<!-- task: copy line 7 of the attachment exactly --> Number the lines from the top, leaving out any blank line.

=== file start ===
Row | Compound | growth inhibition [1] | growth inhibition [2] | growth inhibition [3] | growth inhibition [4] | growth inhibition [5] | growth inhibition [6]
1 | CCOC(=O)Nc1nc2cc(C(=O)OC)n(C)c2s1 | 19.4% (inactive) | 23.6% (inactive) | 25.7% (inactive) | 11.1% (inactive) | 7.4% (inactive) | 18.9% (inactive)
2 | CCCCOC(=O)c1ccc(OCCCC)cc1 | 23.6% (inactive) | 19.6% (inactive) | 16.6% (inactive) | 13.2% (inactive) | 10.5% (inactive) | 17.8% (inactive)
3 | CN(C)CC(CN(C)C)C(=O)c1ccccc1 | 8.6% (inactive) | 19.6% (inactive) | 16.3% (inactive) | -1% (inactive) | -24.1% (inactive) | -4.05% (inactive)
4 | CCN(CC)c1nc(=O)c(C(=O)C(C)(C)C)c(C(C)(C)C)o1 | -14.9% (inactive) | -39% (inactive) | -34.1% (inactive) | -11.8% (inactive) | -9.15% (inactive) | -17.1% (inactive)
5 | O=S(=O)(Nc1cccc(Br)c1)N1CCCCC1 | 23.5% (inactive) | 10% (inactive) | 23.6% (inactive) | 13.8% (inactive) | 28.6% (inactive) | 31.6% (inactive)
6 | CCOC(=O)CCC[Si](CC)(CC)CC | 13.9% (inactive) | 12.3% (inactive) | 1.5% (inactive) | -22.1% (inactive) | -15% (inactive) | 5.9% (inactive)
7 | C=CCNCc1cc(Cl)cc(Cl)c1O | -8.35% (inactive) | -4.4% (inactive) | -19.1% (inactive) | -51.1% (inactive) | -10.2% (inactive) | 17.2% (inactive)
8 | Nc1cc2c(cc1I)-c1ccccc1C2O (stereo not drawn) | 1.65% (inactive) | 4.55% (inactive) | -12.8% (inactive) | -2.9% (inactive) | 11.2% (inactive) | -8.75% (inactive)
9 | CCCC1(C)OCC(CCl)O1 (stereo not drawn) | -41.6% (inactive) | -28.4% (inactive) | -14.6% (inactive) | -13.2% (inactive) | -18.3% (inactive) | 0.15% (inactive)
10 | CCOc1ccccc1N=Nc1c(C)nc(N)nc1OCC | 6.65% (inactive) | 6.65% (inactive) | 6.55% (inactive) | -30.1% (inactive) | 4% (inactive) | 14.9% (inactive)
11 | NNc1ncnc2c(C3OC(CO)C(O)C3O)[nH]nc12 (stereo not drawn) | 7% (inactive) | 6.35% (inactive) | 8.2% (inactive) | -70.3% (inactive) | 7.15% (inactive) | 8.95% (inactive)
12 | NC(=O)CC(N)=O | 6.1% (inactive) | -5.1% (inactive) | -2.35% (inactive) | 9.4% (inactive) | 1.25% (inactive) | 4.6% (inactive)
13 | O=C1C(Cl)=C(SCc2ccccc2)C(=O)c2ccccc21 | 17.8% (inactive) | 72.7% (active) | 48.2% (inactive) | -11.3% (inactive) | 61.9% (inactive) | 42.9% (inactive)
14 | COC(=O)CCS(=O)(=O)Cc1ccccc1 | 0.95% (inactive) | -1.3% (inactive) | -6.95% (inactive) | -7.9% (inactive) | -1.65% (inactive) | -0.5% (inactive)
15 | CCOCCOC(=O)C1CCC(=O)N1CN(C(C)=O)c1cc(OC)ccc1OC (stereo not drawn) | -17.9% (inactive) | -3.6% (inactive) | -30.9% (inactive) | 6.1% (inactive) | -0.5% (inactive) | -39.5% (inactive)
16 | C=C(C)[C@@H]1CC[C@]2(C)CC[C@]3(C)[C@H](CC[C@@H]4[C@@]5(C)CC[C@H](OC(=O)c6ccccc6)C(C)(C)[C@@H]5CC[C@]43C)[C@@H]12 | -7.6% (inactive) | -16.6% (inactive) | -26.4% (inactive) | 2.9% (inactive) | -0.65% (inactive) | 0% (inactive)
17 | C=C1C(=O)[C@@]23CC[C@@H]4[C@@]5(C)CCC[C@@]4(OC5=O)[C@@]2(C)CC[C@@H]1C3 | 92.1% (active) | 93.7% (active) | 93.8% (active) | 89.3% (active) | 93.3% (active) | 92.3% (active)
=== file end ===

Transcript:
6 | CCOC(=O)CCC[Si](CC)(CC)CC | 13.9% (inactive) | 12.3% (inactive) | 1.5% (inactive) | -22.1% (inactive) | -15% (inactive) | 5.9% (inactive)